Gone are the days when governments figured out how laws could be enforced before they made them. In their own words this is only “a massive transformation of the economy”, so who cares about the details like, is it possible, and what will it cost?
And of course that all important detail “why bother in the first place?”
The Australian government has just legislated a 43% cut to emissions of a beneficial trace gas, of which Australia makes 1.1% of human output and about 0.05% of the emissions of all the plants, algae and oceans on Earth. We’ve only got 8 years to do it in and even the head of the our largest national scientific institute admits nearly half of the technologies we need are not even invented yet.
Even the minister calls it “insanely late”.
What could possibly go wrong, apart from bankrupting the nation in an effort to change the weather?
Greg Brown, The Australian
Anthony Albanese’s climate change agenda will shift to creating two road maps to slash emissions in the transport and industrial sectors after his 43 per cent 2030 target became law in a momentous parliamentary vote.
Ahead of the passage of the bill, Climate Change Minister Chris Bowen warned there was a lot of work to be done to ensure Australia lowered emissions by 43 per cent on 2005 levels by 2030.
“We have a lot of work to do and we have to do it urgently. We are starting on the journey for a 2030 emissions reduction target in 2022, which is leaving it insanely late,” Mr Bowen told a CEDA forum in Parliament House. “Eighty-seven months is not long for a massive transformation in our economy.”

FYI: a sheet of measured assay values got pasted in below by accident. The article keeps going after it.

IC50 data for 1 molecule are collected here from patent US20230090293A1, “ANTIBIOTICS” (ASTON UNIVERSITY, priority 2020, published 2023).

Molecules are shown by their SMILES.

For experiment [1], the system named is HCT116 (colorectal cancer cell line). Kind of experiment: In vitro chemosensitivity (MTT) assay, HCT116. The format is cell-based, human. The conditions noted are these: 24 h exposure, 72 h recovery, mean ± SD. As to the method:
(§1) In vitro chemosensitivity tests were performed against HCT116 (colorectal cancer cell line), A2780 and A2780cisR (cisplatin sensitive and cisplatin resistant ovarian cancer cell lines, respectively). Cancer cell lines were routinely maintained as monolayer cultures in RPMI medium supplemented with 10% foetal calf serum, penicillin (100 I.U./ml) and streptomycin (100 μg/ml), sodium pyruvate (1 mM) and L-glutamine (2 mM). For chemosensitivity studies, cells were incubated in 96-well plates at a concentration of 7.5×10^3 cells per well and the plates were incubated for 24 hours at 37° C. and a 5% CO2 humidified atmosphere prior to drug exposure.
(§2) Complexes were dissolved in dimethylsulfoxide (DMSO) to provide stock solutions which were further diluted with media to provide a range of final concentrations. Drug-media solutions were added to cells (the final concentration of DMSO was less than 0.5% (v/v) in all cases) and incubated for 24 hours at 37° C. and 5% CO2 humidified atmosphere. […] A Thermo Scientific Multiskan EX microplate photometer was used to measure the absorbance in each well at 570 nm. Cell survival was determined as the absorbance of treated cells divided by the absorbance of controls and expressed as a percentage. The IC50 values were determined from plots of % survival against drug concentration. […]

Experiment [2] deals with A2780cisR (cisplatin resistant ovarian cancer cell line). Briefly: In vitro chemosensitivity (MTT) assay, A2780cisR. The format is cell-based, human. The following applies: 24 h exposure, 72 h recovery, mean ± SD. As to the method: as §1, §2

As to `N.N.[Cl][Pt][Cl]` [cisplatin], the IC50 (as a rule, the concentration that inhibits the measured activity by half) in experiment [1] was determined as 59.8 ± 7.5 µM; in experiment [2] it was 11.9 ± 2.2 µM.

The Minister is actually bragging about doing something insane as if it’s a good thing to be mentally deranged. Governing the country is a game of fashion now, and may the biggest poseur win.
Can’t we just legislate inventions?
It would be so much simpler:
Highlighting the task ahead of the Albanese government in meeting its targets, CSIRO chief executive Larry Marshall said 40 per cent of the technologies needed to reach to net zero were yet to be invented.
The Labor government apparently relies on the CSIRO plan which assumes these inventions can be invented (and in time):
“It’s largely the plan that the government has adopted moving forward, which is great because it’s based in science, but it requires us to invent some things to get there,” he told the CEDA conference. “About 40 per cent of the things we need to get to net zero, have to be invented. But this country has the power to invent those things. If you think it’s hard, you’re right.”
Attacks on cars coming soon:
A consultation paper on low-emission vehicles will be out in the “next few weeks”, while submissions for reforming the safeguard mechanism close on September 20.
The Safeguard Mechanism is the cheating name for the Australian Emissions Trading Scheme that Australians didn’t want and for the most part — don’t know we had. Documents related to it are here. Submissions can be made here. Please share your most entertaining suggestions below!
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September 8, 2022 at 02:08PM